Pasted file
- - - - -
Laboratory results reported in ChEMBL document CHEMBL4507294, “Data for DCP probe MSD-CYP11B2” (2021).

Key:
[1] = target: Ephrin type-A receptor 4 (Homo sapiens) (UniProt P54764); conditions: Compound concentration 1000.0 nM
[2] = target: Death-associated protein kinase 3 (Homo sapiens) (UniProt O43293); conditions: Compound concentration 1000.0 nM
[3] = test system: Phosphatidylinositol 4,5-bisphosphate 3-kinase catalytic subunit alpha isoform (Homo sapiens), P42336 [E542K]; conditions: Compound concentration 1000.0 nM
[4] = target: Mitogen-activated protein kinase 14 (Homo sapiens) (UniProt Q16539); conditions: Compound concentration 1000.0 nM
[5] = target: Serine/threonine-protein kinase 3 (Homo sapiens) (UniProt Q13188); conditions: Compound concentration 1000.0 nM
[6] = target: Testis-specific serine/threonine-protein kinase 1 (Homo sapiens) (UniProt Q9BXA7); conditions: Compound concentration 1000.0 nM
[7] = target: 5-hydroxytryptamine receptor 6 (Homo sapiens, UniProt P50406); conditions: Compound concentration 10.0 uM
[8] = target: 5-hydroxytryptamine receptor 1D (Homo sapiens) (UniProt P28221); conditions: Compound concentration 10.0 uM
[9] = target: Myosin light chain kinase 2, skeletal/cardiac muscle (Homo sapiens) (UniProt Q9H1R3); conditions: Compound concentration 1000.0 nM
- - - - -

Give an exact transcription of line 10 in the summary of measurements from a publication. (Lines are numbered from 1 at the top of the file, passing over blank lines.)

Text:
[8] = target: 5-hydroxytryptamine receptor 1D (Homo sapiens) (UniProt P28221); conditions: Compound concentration 10.0 uM